There’s been a lot of talk lately about the government wanting to give Canadian consumers choice when it comes to their cable and satellite channels. Rather than being forced to purchase “bundles” of channels, the option to pick and choose seems like a good one. I know in my household, we watch a limited number of stations, and reduced our bundle package down when we realized we were paying for many channels that we didn’t watch, and only one “good” one in a certain bundle. It just doesn’t seem like smart buying. If we went to the grocery store and had to buy six boxes of cereal we didn’t like, in order to get one box that we’d eat, I’d switch to toast.
So what if we did that at bookstores and libraries? What if we put together bundles of books in different genres, say, and make patrons take them home. Would you continue to read? Would you read something you might not normally have picked up just because it was part of the bundle? Maybe. It might honestly be a good marketing ploy for libraries to do that. We might encourage readers to experiment, and also expose them to authors that might not be getting the “read” time others do.
But it might also make you hate us. I think this is basically where people stand on cable and satellite companies right now…a love/hate relationship. We’re bound to the companies in order to get our entertainment fix. If we had the choice, though, we’d all rather pick and choose.
So why aren’t the TV providers switching gears, aside from the obvious fact that they are probably making money off bundles? Wouldn’t they garner more customers (and therefore, customer satisfaction) if they allowed choice? That’s what we think. They’re not convinced.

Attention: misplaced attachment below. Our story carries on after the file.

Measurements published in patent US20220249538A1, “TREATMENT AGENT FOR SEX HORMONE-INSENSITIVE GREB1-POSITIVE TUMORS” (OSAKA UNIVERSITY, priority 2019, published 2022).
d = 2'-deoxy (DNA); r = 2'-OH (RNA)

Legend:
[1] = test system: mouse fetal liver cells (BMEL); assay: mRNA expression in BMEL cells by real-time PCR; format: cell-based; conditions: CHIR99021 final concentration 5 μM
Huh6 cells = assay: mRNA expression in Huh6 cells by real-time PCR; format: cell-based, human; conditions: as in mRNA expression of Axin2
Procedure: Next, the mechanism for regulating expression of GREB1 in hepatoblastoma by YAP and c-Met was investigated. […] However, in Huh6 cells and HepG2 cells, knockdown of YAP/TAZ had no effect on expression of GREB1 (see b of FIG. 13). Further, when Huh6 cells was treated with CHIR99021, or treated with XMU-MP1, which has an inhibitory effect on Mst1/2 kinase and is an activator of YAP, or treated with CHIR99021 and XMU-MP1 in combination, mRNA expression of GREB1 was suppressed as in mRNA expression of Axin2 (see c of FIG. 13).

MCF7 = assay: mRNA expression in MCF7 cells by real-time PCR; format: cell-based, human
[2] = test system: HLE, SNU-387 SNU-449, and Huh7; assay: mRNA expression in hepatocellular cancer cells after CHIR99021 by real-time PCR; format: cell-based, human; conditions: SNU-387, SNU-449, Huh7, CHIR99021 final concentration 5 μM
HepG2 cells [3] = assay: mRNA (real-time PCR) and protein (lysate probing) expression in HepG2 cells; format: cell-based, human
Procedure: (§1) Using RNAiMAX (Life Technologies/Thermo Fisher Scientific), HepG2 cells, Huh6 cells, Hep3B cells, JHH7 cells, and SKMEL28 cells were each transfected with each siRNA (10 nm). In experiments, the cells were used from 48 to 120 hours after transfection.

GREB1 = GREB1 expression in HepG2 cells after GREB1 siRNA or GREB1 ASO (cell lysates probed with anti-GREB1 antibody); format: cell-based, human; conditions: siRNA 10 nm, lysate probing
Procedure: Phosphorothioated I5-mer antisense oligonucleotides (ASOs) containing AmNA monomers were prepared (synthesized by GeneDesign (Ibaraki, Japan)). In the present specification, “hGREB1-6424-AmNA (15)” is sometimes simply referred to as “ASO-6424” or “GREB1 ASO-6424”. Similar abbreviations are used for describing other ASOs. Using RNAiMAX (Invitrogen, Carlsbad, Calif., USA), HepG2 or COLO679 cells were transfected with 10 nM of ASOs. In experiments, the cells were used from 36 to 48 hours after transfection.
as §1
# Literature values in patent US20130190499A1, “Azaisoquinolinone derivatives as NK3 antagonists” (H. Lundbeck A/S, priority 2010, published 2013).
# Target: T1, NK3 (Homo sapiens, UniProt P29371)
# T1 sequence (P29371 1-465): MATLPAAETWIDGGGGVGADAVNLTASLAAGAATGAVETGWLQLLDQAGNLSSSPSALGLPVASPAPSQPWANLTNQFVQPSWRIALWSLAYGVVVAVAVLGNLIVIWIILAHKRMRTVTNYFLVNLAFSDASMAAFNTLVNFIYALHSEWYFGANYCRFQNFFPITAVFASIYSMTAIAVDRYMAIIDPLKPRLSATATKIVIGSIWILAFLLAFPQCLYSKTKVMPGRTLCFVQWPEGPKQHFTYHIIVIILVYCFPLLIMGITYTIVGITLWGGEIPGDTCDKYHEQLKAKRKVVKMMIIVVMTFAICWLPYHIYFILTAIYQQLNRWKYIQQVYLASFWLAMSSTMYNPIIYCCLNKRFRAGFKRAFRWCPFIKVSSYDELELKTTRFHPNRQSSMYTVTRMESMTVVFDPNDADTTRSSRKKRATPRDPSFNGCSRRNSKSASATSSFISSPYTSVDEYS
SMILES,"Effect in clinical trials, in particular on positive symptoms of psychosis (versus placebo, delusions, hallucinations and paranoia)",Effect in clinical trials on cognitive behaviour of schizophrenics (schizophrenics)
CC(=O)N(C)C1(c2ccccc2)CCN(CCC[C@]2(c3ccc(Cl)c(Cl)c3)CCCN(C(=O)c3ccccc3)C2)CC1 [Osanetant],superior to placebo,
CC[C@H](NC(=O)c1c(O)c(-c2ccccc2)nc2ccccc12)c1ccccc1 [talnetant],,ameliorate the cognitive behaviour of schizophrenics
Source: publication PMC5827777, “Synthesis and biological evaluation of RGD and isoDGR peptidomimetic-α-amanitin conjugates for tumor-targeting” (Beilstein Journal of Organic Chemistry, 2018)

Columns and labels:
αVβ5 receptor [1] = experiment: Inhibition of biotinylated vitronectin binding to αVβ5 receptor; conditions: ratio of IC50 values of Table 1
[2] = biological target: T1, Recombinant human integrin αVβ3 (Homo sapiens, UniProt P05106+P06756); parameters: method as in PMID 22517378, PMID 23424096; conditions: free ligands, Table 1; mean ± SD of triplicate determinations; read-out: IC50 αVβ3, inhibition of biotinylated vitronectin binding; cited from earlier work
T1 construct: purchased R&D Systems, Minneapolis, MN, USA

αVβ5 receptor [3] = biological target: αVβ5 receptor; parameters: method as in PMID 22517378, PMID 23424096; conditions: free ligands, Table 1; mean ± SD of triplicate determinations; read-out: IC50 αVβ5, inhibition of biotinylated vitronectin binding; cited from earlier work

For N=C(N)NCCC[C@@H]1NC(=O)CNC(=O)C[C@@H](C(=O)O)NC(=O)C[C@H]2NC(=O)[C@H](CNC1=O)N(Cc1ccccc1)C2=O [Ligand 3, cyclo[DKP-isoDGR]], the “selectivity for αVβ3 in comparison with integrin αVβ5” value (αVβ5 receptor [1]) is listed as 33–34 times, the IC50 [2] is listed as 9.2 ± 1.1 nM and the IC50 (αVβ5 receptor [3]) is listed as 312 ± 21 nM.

Allowing customers to pick and choose would do a number of things: make the prices of individual channels soar, make many channels disappear altogether because they are essentially being paid for by subscription bundles, and make some channels merge with others, which would limit our choices once again. Of course, you’re not paying directly for books when you come to a library (your taxes do that part for you), so you might not feel like anything was being wasted if you took home a bundle of books and only read one of them. (The argument there, of course, is that people who don’t use the library are wasting their tax dollars altogether. But that’s a completely different problem. Let’s stick to the idea of bundles.)
We’re “stuck” with the choices libraries make for us, as well, when you think of it, but in a much broader sense. If they don’t carry a particular book, we’re able to ask for it through interlibrary loan, which is almost like purchasing a specialty channel, but without the fee. The idea of freely walking through a library or bookstore (or grocery store) to choose what we want is the most rewarding experience we can imagine. But would you think less of us if we occasionally suggested a great book we think you might like, even if it was something different than you usually take with you? Probably not.
Don’t worry, we won’t start bundling our books any time soon, but it’s interesting to think about the concept the way they do in television. What do you think?